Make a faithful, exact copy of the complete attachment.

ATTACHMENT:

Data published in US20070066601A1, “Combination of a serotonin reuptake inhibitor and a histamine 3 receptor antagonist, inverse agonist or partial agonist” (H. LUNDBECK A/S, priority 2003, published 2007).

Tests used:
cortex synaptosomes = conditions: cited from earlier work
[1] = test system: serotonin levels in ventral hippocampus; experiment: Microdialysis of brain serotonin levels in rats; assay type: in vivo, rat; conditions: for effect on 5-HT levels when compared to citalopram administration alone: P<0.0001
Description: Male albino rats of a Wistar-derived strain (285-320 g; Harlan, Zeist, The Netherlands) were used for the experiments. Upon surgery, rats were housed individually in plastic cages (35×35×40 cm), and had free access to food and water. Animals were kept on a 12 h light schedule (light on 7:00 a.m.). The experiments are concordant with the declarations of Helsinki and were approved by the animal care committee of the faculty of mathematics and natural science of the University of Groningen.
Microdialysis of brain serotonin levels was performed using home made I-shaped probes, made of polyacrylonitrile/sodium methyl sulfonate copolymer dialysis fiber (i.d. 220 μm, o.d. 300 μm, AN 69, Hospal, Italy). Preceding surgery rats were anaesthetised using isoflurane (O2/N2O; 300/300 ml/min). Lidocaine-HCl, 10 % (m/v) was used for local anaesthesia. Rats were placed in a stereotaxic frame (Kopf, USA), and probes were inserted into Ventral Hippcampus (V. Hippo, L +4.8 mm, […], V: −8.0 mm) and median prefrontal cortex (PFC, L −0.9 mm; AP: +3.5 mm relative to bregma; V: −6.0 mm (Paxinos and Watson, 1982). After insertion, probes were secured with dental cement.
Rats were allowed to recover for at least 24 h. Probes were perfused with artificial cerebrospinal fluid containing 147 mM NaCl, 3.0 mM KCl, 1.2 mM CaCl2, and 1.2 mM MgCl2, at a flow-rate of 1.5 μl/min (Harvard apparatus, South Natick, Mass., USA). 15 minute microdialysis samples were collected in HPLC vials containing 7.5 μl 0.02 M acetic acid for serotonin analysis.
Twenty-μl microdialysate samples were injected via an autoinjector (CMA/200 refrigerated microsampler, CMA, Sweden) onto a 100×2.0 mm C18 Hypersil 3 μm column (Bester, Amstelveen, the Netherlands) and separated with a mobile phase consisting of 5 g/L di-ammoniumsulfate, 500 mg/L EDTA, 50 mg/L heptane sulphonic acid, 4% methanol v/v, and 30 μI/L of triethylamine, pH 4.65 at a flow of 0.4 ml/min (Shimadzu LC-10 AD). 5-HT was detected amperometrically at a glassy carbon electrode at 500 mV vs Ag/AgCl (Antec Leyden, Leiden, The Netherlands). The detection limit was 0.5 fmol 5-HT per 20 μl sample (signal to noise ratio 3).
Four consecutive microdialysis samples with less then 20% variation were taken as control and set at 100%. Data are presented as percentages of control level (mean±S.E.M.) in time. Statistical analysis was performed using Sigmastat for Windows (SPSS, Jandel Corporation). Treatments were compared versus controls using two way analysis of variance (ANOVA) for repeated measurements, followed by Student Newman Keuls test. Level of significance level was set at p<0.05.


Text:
Data published in US20070066601A1, “Combination of a serotonin reuptake inhibitor and a histamine 3 receptor antagonist, inverse agonist or partial agonist” (H. LUNDBECK A/S, priority 2003, published 2007).

Tests used:
cortex synaptosomes = conditions: cited from earlier work
[1] = test system: serotonin levels in ventral hippocampus; experiment: Microdialysis of brain serotonin levels in rats; assay type: in vivo, rat; conditions: for effect on 5-HT levels when compared to citalopram administration alone: P<0.0001
Description: Male albino rats of a Wistar-derived strain (285-320 g; Harlan, Zeist, The Netherlands) were used for the experiments. Upon surgery, rats were housed individually in plastic cages (35×35×40 cm), and had free access to food and water. Animals were kept on a 12 h light schedule (light on 7:00 a.m.). The experiments are concordant with the declarations of Helsinki and were approved by the animal care committee of the faculty of mathematics and natural science of the University of Groningen.
Microdialysis of brain serotonin levels was performed using home made I-shaped probes, made of polyacrylonitrile/sodium methyl sulfonate copolymer dialysis fiber (i.d. 220 μm, o.d. 300 μm, AN 69, Hospal, Italy). Preceding surgery rats were anaesthetised using isoflurane (O2/N2O; 300/300 ml/min). Lidocaine-HCl, 10 % (m/v) was used for local anaesthesia. Rats were placed in a stereotaxic frame (Kopf, USA), and probes were inserted into Ventral Hippcampus (V. Hippo, L +4.8 mm, […], V: −8.0 mm) and median prefrontal cortex (PFC, L −0.9 mm; AP: +3.5 mm relative to bregma; V: −6.0 mm (Paxinos and Watson, 1982). After insertion, probes were secured with dental cement.
Rats were allowed to recover for at least 24 h. Probes were perfused with artificial cerebrospinal fluid containing 147 mM NaCl, 3.0 mM KCl, 1.2 mM CaCl2, and 1.2 mM MgCl2, at a flow-rate of 1.5 μl/min (Harvard apparatus, South Natick, Mass., USA). 15 minute microdialysis samples were collected in HPLC vials containing 7.5 μl 0.02 M acetic acid for serotonin analysis.
Twenty-μl microdialysate samples were injected via an autoinjector (CMA/200 refrigerated microsampler, CMA, Sweden) onto a 100×2.0 mm C18 Hypersil 3 μm column (Bester, Amstelveen, the Netherlands) and separated with a mobile phase consisting of 5 g/L di-ammoniumsulfate, 500 mg/L EDTA, 50 mg/L heptane sulphonic acid, 4% methanol v/v, and 30 μI/L of triethylamine, pH 4.65 at a flow of 0.4 ml/min (Shimadzu LC-10 AD). 5-HT was detected amperometrically at a glassy carbon electrode at 500 mV vs Ag/AgCl (Antec Leyden, Leiden, The Netherlands). The detection limit was 0.5 fmol 5-HT per 20 μl sample (signal to noise ratio 3).
Four consecutive microdialysis samples with less then 20% variation were taken as control and set at 100%. Data are presented as percentages of control level (mean±S.E.M.) in time. Statistical analysis was performed using Sigmastat for Windows (SPSS, Jandel Corporation). Treatments were compared versus controls using two way analysis of variance (ANOVA) for repeated measurements, followed by Student Newman Keuls test. Level of significance level was set at p<0.05.